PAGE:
Joffrey Ballet

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The Joffrey Ballet, is one of the world's leading dance companies. It is based in Chicago, Illinois, USA. The dance company performs both classical ballets and modern dance pieces. Today, the company is based in Chicago, but from its first days in 1956 until 1995, it was based in New York City, USA. [1] Many prominent choreographers have worked with the Joffrey, for example, Paul Taylor, Twyla Tharp, George Balanchine, and Robert Joffrey. The administrative center is in Joffrey Tower. Its dances are held at the Auditorium Theatre, but for 2020 the company had plans to move and begin holding its dances in the Civic Opera House (Chicago) as part of a seven-year rental agreement.[2]

History[change | change source]

Joffrey Tower

When Robert Joffrey and Gerald Arpino started the company in 1956, they did something different from what other touring ballet companies did. Instead of just performing ballet classics, they had their six dancers dance new ballets by Joffrey. The troupe first performed in a major city in Chicago in 1957. The Joffrey Ballet originally settled in New York City, where joffrey was teaching dance to pay for the company. At that time, it was called the Robert Joffrey Theatre Ballet. The company began touring internationally in 1962. They first toured in the Middle East and Southeast Asia.[3] In 1963, the company performed in the USSR. After some troubles, Joffrey built the company anew in 1965.

The new company was called the Joffrey Ballet. Following a successful season at the New York City Center in 1966, it was invited to become City Center's resident ballet company with Joffrey as artistic director and Arpino as chief choreographer. In 1973 Joffrey asked Twyla Tharp to create her first commissioned ballet, Deuce Coupe. The company continued as City Center Joffrey Ballet until 1977. From 1977, it performed as the Joffrey Ballet, with a second home in Los Angeles from (1982-1992). In 1995, the company left New York City and moved to Chicago. At first, the Joffrey had financial difficulties in Chicago. But then it became successful. In 2005 the Joffrey Ballet celebrated its 10th anniversary in Chicago. In 2006 and 2007, it held two-season-long 50th anniversary celebrations. The celebrations included River to River tour of free, outdoor performances across Iowa, sponsored by Hancher Auditorium at the University of Iowa.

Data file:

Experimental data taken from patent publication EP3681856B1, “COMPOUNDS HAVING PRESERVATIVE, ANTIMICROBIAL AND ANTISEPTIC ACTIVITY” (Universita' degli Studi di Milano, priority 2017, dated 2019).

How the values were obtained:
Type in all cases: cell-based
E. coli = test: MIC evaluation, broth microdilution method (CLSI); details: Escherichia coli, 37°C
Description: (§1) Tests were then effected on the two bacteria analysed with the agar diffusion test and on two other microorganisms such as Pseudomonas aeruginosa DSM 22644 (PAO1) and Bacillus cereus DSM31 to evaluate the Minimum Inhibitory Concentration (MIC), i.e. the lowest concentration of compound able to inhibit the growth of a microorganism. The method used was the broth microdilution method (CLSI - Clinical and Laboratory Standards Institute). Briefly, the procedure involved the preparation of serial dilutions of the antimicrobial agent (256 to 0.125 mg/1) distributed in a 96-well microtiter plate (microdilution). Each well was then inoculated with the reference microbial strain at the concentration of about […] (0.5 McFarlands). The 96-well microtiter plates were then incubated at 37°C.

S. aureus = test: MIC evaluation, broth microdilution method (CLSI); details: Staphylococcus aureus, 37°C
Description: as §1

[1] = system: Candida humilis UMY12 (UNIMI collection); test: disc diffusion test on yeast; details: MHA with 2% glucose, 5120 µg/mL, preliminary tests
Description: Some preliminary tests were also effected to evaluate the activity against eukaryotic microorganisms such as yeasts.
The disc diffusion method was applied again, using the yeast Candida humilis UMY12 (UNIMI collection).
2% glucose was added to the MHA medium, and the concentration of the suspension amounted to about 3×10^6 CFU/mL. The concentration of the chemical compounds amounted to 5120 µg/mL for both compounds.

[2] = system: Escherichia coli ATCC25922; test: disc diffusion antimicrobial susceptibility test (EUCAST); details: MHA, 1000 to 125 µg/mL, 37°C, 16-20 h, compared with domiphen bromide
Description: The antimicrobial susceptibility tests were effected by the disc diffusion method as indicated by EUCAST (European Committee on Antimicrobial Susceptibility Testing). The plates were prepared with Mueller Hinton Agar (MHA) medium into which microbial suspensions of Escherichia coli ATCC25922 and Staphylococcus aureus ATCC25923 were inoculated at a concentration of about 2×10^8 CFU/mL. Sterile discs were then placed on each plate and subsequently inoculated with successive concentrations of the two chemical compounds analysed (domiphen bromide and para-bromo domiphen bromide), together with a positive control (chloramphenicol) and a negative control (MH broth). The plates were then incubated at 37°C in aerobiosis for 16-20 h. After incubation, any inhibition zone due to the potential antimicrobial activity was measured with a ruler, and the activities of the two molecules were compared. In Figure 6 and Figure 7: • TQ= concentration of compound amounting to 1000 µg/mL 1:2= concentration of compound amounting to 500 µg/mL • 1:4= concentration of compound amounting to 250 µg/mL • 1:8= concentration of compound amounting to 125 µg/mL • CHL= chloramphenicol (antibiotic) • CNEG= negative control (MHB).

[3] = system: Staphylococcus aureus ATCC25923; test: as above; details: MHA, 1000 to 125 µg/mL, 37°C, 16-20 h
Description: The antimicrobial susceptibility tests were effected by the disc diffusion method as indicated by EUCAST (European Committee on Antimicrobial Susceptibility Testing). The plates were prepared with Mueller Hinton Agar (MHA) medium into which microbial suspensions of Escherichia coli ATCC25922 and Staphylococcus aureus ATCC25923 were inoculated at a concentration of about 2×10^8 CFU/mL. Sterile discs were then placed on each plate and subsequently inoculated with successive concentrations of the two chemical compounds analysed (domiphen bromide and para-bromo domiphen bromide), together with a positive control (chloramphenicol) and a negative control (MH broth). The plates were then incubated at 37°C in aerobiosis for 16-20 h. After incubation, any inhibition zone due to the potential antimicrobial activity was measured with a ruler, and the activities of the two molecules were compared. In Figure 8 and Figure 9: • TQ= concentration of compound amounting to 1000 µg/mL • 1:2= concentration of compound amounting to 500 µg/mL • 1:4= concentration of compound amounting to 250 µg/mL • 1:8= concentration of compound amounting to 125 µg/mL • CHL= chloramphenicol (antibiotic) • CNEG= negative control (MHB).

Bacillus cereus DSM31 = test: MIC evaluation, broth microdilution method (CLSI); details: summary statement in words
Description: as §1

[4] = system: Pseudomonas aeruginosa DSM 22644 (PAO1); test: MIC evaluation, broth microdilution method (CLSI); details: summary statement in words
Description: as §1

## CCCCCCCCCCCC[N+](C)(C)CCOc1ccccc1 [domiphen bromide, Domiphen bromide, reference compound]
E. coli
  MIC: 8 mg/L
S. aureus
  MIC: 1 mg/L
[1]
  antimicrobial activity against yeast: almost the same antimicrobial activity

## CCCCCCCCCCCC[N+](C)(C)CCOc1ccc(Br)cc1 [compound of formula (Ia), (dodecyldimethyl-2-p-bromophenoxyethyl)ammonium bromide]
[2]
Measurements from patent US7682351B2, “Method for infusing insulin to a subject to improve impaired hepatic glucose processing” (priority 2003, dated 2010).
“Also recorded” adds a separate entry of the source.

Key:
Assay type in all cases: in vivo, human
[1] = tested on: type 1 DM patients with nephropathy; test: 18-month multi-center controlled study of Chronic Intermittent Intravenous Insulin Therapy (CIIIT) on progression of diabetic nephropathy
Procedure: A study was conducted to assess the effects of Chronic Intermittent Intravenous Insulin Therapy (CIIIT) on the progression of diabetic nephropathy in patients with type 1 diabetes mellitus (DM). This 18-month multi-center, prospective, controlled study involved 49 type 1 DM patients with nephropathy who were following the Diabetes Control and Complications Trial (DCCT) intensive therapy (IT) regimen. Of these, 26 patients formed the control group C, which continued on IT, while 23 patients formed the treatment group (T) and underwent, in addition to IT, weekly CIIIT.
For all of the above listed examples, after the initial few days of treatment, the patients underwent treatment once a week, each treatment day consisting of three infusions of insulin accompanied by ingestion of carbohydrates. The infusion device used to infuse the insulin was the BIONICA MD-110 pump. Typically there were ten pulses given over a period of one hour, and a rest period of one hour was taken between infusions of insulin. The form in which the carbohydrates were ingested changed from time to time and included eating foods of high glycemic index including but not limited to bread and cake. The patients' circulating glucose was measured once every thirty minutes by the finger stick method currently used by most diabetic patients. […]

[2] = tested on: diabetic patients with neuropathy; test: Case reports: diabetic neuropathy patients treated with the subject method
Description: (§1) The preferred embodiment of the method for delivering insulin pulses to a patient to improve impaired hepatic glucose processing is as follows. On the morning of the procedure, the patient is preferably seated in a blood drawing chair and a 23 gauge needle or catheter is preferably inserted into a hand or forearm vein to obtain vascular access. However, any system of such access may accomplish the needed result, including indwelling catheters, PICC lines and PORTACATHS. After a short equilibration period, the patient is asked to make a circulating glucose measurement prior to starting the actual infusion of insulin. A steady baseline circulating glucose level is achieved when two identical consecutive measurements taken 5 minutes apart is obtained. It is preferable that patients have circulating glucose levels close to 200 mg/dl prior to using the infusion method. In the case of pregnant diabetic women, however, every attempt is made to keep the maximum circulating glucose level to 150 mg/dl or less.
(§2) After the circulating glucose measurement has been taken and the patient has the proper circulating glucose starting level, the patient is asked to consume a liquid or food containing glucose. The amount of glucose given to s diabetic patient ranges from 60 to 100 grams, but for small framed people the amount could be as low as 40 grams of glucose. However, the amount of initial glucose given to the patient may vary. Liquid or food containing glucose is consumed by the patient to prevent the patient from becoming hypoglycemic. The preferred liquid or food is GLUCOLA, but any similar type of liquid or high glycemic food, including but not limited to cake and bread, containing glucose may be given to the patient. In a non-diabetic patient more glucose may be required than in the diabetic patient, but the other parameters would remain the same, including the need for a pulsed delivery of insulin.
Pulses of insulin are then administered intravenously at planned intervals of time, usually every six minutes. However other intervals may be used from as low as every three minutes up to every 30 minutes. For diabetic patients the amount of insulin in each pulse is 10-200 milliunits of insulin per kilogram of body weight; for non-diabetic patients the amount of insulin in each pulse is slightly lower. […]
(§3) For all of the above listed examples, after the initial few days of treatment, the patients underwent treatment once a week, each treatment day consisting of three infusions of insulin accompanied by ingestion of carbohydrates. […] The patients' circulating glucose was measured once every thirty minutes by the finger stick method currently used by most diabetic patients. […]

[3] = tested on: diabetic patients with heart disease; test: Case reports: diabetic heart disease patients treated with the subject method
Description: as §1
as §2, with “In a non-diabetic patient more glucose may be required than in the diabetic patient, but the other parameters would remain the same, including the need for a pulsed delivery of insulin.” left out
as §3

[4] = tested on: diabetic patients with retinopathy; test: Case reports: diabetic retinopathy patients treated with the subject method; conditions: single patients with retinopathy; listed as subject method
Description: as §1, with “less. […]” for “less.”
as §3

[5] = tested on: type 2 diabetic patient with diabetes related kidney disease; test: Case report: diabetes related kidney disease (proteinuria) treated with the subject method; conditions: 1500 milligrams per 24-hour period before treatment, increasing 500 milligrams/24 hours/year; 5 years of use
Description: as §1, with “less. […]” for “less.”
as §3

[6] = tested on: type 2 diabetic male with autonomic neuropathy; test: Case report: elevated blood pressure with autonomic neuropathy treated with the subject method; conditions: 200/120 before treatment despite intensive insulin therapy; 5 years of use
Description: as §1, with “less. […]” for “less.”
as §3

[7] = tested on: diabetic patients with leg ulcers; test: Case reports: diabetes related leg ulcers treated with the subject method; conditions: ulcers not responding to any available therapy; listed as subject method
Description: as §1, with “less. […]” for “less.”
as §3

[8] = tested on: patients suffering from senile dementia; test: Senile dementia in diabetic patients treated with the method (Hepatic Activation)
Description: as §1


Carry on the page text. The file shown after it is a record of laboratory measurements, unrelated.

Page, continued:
In 2007 Gerald Arpino retired from day-to-day operations, becoming artistic director emeritus until his death in 2009. In October 2007 former Joffrey dancer Ashley Wheater, assistant artistic director and ballet master for San Francisco Ballet, became the third artistic director.[4]

In 2020, the company was one of a number of Chicago cultural organizations to receive financial support as a response to the COVID-19 pandemic/ [5] That same year, the Joffrey canceled its entire 2020 season due to the pandemic. "In addition, the Joffrey Academy of Dance, Official School of The Joffrey Ballet, and Joffrey Community Engagement . . . shifted to virtual programming until further notice." [2] [6]

References[change | change source]

  1. "WCBS-TV News/New York Times New Jersey Poll #1, September 1993". ICPSR Data Holdings. 1995-01-11. doi:10.3886/icpsr06323. Retrieved 2019-09-06.
  2. 2.0 2.1 "Joffrey Ballet cancels all performances through the end of 2020". 16 June 2020.
  3. "Joffrey Ballet | American ballet company". Encyclopedia Britannica. Retrieved 2019-09-06.
  4. O’Donovan, Gabrielle (2017-12-06). Making Organizational Change Stick. Routledge. pp. 13–22. doi:10.4324/9781315185996-2. ISBN 9781315185996.
  5. "City awards $2 million in grants to help support art and culture".
  6. "Joffrey Ballet and Lyric Opera Cancel Their Fall Seasons".

More reading[change | change source]

  • Anawalt, Sasha. (January 19, 1998). The Joffrey Ballet: Robert Joffrey and the Making of an American Dance Company. Chicago: University Of Chicago Press; Paperback Edition. ISBN 978-0-226-01755-6

Other websites[change | change source]